489 MARY PLACE
In 1839, Abel Walker came to Elgin and worked as a carpenter, eventually changing occupations to become an undertaker. He acquired property encompassing four blocks bounded by Division, Channing, and Chicago Streets and Hill Avenue. The area became known as Walker’s Addition and was intersected within by Mary Place and Walker Place.
In 1904, Andrew Downer purchased lot 6 on block 2 of Walker’s Addition for $300. By 1907, Downer sold the lot to Frances Walsh and her daughter, Margaret Wilson, for $800. That same year, Frances Walsh acquired a building permit for $2,609, and built a house on the land.
Many members of the Walsh family lived at the house over the years which included Frances Walsh, her husband, Michael; their daughter Margaret and her husband, Herman; and their grandson, Francis Wilson. When they moved to Chicago, Frances continued her ownership of the home, but rented it out to a number of people including Frank A. McCarthy.
McCarthy was a prominent citizen in Elgin and worked as an attorney. When Elgin got its first professional baseball team, it was organized by the Elgin Baseball Association, with McCarthy their president. He was also active in the Catholic Church community, serving as the local Men’s Council President.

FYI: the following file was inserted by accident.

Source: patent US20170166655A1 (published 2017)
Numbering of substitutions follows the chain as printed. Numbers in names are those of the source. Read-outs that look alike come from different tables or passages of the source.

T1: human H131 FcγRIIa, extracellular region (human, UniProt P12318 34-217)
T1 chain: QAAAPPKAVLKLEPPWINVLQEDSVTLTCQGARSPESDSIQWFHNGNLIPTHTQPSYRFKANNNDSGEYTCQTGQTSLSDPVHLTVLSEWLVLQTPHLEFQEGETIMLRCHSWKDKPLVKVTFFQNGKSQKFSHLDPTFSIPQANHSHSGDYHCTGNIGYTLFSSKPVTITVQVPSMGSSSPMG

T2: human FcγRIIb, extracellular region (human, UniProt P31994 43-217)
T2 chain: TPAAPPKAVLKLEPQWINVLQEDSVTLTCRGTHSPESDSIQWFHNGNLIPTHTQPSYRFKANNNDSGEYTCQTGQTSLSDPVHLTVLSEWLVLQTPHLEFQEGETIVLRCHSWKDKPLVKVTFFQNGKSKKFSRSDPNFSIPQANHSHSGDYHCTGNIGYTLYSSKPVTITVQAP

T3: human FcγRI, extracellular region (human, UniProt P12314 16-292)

In 1919, the Walsh family sold the home to Charles and Catherine Traub of the Traub Bakery family. Those familiar with the Traub name may recognize it from Fred Traub who is credited with opening Elgin’s first bakery. Fred’s home at 625 Lillie Street was designated a local historic landmark in 2005.
489 Mary Place has very little alterations since it was built in 1907 and is considered a contributing property in Elgin Historic District Resources Survey. 489 Mary Place was built in the American Foursquare typology and reflects simplistic details throughout. The home exhibits a full-width front porch on a stone foundation. It has a pyramidal roof with wide, enclosed eaves and dormers found on the front roof plane.
Sources: 1990 Heritage Plaque Application; Audio: TextAloud